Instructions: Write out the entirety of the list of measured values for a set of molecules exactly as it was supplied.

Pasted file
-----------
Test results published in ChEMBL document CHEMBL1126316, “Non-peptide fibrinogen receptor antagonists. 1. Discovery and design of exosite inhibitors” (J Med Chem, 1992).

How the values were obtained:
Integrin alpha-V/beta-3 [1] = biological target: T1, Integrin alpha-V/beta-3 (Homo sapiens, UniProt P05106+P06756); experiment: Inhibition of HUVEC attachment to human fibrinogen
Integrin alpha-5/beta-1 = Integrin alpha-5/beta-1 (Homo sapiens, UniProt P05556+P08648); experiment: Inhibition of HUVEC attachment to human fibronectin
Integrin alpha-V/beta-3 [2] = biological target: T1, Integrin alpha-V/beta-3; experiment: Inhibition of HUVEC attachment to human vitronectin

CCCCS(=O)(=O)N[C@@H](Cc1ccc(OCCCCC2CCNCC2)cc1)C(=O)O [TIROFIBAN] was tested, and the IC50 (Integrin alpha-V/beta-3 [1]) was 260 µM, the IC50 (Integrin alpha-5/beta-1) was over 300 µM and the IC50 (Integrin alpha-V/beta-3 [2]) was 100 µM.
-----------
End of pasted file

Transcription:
Test results published in ChEMBL document CHEMBL1126316, “Non-peptide fibrinogen receptor antagonists. 1. Discovery and design of exosite inhibitors” (J Med Chem, 1992).

How the values were obtained:
Integrin alpha-V/beta-3 [1] = biological target: T1, Integrin alpha-V/beta-3 (Homo sapiens, UniProt P05106+P06756); experiment: Inhibition of HUVEC attachment to human fibrinogen
Integrin alpha-5/beta-1 = Integrin alpha-5/beta-1 (Homo sapiens, UniProt P05556+P08648); experiment: Inhibition of HUVEC attachment to human fibronectin
Integrin alpha-V/beta-3 [2] = biological target: T1, Integrin alpha-V/beta-3; experiment: Inhibition of HUVEC attachment to human vitronectin

CCCCS(=O)(=O)N[C@@H](Cc1ccc(OCCCCC2CCNCC2)cc1)C(=O)O [TIROFIBAN] was tested, and the IC50 (Integrin alpha-V/beta-3 [1]) was 260 µM, the IC50 (Integrin alpha-5/beta-1) was over 300 µM and the IC50 (Integrin alpha-V/beta-3 [2]) was 100 µM.